Nitrogen fixing bacteria in the gut of Panaque nigrolineatus

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Nitrogen fixing bacteria in the gut of Panaque nigrolineatus

Post by bekateen »

McDonald, R., Zhang, F., Watts, J. E. M., & Schreier, H. J. 2015. Nitrogenase diversity and activity in the gastrointestinal tract of the wood-eating catfish Panaque nigrolineatus. The ISME Journal, (24 April 2015) | http://dx.doi.org/10.1038/ismej.2015.65

ABSTRACT
The Amazonian catfish, Panaque nigrolineatus, consume large amounts of wood in their diets. The nitrogen-fixing community within the gastrointestinal (GI) tract of these catfish was found to include nifH phylotypes that are closely related to Clostridium sp., Alpha and Gammaproteobacteria, and sequences associated with GI tracts of lower termites. Fish fed a diet of sterilized palm wood were found to contain nifH messenger RNA within their GI tracts, displaying high sequence similarity to the nitrogen-fixing Bradyrhizobium group. Nitrogenase activity, measured by acetylene reduction assays, could be detected in freshly dissected GI tract material and also from anaerobic enrichment cultures propagated in nitrogen-free enrichment media; nifH sequences retrieved from these cultures were dominated by Klebsiella- and Clostridium-like sequences. Microscopic examination using catalyzed reporter deposition-enhanced immunofluorescence revealed high densities of nitrogenase-containing cells colonizing the woody digesta within the GI tract, as well as cells residing within the intestinal mucous layer. Our findings suggest that the P. nigrolineatus GI tract provides a suitable environment for nitrogen fixation that may facilitate production of reduced nitrogen by the resident microbial population under nitrogen limiting conditions. Whether this community is providing reduced nitrogen to the host in an active or passive manner and whether it is present in a permanent or transient relationship remains to be determined. The intake of a cellulose rich diet and the presence of a suitable environment for nitrogen fixation suggest that the GI tract microbial community may allow a unique trophic niche for P. nigrolineatus among fish.

Cheers, Eric

P.S. Articles like this continually remind me of the importance of natural bacteria living in the digestive tracts of animals, and it's also a reminder that we shouldn't overuse antibiotics.

EDIT: This paper follows from another paper from the same lab, cited previously in this forum ("Gut microbes in Panaque," viewtopic.php?f=14&t=37335). And, without intending to express a personal opinion/comment on the issue, the inaccessibility of the new paper is in stark contrast to the open access nature of the earlier article. -Eric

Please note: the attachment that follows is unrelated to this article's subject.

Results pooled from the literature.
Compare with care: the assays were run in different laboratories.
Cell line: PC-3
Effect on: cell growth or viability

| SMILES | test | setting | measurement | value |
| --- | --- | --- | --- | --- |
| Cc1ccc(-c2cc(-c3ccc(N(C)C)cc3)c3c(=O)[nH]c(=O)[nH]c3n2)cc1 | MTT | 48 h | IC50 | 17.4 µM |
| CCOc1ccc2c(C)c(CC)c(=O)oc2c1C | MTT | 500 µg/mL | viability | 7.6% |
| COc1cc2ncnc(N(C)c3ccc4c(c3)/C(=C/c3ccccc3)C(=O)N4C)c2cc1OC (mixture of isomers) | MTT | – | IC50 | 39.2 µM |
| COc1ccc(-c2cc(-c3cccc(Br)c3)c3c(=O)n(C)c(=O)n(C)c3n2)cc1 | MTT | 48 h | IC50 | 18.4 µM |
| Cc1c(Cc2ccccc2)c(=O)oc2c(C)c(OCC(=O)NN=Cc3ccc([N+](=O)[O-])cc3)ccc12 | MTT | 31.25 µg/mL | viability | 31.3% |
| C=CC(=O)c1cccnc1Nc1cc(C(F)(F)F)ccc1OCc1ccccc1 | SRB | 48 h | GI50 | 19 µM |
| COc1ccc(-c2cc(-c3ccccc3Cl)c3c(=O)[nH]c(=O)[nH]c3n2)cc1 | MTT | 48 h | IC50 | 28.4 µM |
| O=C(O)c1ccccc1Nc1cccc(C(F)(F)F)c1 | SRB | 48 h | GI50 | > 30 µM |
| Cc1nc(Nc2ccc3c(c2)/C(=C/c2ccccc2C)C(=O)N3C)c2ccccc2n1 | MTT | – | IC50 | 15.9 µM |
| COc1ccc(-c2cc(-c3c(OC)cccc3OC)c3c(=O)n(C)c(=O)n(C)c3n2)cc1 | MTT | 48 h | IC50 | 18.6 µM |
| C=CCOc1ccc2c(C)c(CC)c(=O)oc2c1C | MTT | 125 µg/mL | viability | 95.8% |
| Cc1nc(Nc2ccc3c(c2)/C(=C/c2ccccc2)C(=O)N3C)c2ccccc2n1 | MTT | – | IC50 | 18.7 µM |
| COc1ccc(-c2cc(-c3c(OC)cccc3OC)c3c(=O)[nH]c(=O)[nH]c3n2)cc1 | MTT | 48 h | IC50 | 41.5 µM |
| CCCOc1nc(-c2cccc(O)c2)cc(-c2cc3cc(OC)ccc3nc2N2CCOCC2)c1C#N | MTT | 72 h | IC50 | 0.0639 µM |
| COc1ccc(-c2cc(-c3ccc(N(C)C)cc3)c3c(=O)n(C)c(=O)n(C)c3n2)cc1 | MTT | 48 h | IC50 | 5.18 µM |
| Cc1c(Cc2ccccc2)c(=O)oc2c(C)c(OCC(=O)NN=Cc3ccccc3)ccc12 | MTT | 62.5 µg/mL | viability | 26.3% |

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Re: Nitrogen fixing bacteria in the gut of Panaque nigrolineatus

Post by yannick62 »

Very interesting article....
Thank you
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Re: Nitrogen fixing bacteria in the gut of Panaque nigrolineatus

Post by Bas Pels »

citate
The intake of a cellulose rich diet and the presence of a suitable environment for nitrogen fixation suggest that the GI tract microbial community may allow a unique trophic niche for P. nigrolineatus among fish.
end of citate

Now I wonder, what advantage could this fish possibly have by hosting these bacteria? Nitrogen fixating results in ammonia or nitrate - compounds a fish rather gets rid of. Fish are, just as all other animals, not able to turn nitrate or ammonia into amino acids - only plants, and perhaps bacteria are able to do this

So any advantage must rely in the existence of bacteria which turn these nitrogen into amino acids - better out, proteins. But that would imply that these bacteria are digested, and the bacteria living in the gut are safe, as digesting of cells takes place in the stomach

Can anybody explain what I am missing? I do agree a diet of wood might be low in protein - but Panaque does not eat wood, but the bacteria rotting the wood - that is, they actually may have a rather protein rich diet
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Re: Nitrogen fixing bacteria in the gut of Panaque nigrolineatus

Post by matthewfaulkner »

Has anyone got a copy of this to share? I can't seem to access it as usual.
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Re: Nitrogen fixing bacteria in the gut of Panaque nigrolineatus

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Re: Nitrogen fixing bacteria in the gut of Panaque nigrolineatus

Post by bekateen »

Bas Pels wrote:Now I wonder, what advantage could this fish possibly have by hosting these bacteria? Nitrogen fixating results in ammonia or nitrate - compounds a fish rather gets rid of. Fish are, just as all other animals, not able to turn nitrate or ammonia into amino acids - only plants, and perhaps bacteria are able to do this

So any advantage must rely in the existence of bacteria which turn these nitrogen into amino acids - better out, proteins. But that would imply that these bacteria are digested, and the bacteria living in the gut are safe, as digesting of cells takes place in the stomach

Can anybody explain what I am missing? I do agree a diet of wood might be low in protein - but Panaque does not eat wood, but the bacteria rotting the wood - that is, they actually may have a rather protein rich diet